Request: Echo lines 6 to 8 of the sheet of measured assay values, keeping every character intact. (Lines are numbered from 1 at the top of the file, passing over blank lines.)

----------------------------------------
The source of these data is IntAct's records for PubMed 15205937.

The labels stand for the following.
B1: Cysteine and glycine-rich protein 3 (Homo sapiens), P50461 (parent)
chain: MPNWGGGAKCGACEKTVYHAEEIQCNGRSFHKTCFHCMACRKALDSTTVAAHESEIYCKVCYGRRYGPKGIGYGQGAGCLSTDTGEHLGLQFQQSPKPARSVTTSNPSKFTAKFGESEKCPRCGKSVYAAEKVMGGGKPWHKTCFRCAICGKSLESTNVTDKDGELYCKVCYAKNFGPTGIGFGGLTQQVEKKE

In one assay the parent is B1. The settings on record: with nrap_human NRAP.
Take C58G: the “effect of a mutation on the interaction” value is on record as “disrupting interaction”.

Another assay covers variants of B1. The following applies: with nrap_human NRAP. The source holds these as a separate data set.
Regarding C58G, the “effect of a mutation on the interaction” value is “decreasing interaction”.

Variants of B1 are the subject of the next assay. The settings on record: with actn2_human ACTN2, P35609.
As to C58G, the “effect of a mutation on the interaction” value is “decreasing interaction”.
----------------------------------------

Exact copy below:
Take C58G: the “effect of a mutation on the interaction” value is on record as “disrupting interaction”.

Another assay covers variants of B1. The following applies: with nrap_human NRAP. The source holds these as a separate data set.
Regarding C58G, the “effect of a mutation on the interaction” value is “decreasing interaction”.